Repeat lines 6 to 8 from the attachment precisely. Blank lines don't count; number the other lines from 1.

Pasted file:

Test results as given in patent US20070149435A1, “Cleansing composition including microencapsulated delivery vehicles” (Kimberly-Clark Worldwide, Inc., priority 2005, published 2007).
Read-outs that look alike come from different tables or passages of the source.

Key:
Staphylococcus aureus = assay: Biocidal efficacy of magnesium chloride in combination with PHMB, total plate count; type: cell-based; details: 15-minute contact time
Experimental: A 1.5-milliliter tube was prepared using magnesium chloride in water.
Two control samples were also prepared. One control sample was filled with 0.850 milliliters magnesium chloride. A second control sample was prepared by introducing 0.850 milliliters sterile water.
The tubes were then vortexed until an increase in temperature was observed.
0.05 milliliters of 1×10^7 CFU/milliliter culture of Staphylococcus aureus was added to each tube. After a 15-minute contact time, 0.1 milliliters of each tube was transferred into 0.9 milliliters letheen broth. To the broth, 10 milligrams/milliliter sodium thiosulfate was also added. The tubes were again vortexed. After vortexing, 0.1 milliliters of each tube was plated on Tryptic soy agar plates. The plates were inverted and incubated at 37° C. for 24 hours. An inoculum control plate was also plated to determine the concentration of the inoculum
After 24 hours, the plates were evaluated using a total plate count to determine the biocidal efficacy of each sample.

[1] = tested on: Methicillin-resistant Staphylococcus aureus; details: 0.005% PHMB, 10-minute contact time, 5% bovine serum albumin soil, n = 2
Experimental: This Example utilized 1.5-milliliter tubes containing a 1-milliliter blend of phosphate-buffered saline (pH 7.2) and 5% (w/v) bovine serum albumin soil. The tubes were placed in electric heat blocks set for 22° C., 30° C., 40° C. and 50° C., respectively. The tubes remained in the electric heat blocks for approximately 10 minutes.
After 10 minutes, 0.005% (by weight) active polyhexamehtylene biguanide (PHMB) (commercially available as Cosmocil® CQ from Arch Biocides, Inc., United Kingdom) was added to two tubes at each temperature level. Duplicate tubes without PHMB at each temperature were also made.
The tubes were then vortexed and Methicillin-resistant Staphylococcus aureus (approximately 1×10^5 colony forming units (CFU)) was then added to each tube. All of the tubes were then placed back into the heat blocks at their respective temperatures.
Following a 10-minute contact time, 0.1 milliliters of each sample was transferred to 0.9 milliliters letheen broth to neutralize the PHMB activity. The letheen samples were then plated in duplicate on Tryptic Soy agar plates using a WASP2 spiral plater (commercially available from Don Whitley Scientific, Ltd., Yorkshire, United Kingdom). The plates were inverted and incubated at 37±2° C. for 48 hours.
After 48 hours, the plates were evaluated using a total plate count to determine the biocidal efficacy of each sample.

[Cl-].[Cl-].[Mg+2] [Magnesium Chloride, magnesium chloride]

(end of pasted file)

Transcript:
Two control samples were also prepared. One control sample was filled with 0.850 milliliters magnesium chloride. A second control sample was prepared by introducing 0.850 milliliters sterile water.
The tubes were then vortexed until an increase in temperature was observed.
0.05 milliliters of 1×10^7 CFU/milliliter culture of Staphylococcus aureus was added to each tube. After a 15-minute contact time, 0.1 milliliters of each tube was transferred into 0.9 milliliters letheen broth. To the broth, 10 milligrams/milliliter sodium thiosulfate was also added. The tubes were again vortexed. After vortexing, 0.1 milliliters of each tube was plated on Tryptic soy agar plates. The plates were inverted and incubated at 37° C. for 24 hours. An inoculum control plate was also plated to determine the concentration of the inoculum